newObjects IE ScriptBar Events reference
How to create an IE toolbar step-by-step.

This page is intended to explain the toolbar development process step-by-step. As you will see we will not try to construct an actually useful IE toolbar application, instead we will try to follow the way almost any IE ScriptBar application would follow and deviate a little from the straight line so we can pay more attention to some basic techniques which are useful for a big number of applications. To avoid mixing everything up this page doesn't discuss the IE ScriptBar's menu system. After reading this article you can move on to the menu system chapter.

How to proceed.

If you have a start-up package received with the license install it and go to the installation directory (Program Files\<Company name>\<TB name>). It will be convenient to create a shortcut to this directory on your desktop so that you can get quickly there the next time you need to continue your work. If you are working with the demo version go to its install directory (Program Files\newObjects\ScriptBarDemo) and do the same. All the work you are going to do with the demo can be just moved to the licensed version and used without changes, so you can start over the demo version and purchase license in the way and continue.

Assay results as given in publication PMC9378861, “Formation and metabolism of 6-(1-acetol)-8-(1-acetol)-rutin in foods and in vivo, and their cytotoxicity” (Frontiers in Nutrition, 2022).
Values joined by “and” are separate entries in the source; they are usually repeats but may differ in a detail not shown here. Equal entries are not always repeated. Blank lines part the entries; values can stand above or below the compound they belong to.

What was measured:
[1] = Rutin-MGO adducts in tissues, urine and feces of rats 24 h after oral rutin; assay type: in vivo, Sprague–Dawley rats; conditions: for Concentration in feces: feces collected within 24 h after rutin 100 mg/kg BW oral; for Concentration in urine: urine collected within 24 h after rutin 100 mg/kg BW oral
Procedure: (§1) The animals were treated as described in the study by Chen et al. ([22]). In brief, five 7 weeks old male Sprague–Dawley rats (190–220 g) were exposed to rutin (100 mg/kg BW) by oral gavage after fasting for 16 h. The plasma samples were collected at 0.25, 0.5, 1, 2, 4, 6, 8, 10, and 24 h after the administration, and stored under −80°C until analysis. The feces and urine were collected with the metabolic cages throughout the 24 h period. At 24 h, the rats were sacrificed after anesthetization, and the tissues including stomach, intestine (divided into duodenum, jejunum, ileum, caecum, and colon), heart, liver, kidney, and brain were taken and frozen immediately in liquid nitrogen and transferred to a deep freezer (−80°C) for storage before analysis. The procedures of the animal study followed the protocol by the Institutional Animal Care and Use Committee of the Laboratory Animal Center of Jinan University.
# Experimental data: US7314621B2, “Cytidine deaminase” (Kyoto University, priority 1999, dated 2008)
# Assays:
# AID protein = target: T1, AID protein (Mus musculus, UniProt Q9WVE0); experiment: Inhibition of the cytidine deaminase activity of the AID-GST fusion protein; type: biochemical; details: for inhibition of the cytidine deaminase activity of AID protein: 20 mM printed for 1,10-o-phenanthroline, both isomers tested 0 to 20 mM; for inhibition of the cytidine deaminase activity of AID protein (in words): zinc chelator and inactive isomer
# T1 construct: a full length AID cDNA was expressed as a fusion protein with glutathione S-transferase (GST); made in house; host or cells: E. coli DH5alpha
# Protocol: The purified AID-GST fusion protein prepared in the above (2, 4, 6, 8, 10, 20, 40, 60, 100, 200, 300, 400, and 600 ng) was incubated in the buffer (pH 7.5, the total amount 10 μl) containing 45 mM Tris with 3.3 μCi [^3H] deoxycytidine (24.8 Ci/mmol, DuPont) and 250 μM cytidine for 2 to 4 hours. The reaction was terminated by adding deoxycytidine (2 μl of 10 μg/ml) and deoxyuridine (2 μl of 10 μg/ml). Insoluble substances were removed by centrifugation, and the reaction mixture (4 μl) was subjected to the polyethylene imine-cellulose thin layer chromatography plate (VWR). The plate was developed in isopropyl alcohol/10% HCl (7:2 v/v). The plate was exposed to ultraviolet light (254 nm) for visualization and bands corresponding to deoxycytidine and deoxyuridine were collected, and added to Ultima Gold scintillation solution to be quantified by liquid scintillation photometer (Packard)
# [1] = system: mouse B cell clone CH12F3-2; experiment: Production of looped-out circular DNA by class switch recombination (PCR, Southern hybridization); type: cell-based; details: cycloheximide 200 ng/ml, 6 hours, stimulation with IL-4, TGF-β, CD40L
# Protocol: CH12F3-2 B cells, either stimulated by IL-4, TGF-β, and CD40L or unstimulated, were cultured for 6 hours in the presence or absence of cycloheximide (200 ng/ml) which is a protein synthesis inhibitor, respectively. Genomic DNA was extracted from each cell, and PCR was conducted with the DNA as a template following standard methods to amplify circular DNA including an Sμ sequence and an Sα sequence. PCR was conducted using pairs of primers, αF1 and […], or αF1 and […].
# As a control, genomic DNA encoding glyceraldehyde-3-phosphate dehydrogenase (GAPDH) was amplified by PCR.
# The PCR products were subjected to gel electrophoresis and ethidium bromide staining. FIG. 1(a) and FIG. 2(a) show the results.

In the install directory you will see the following files:
toolbar.cfg - the toolbar configuration.
newObjectsIEScriptBar.DLL - the toolbar core DLL
toolbar.htm - The toolbar user interface HTML. This file is almost empty and is there as placeholder only. You can overwrite it with the file you will create
logo.gif - an image shown in the above file (remove it when no longer needed).
toolbar.vbs and toolbar.js - two template files for the toolbar script. The both files contain a few comments and empty prototypes for all the events that can be possibly handled.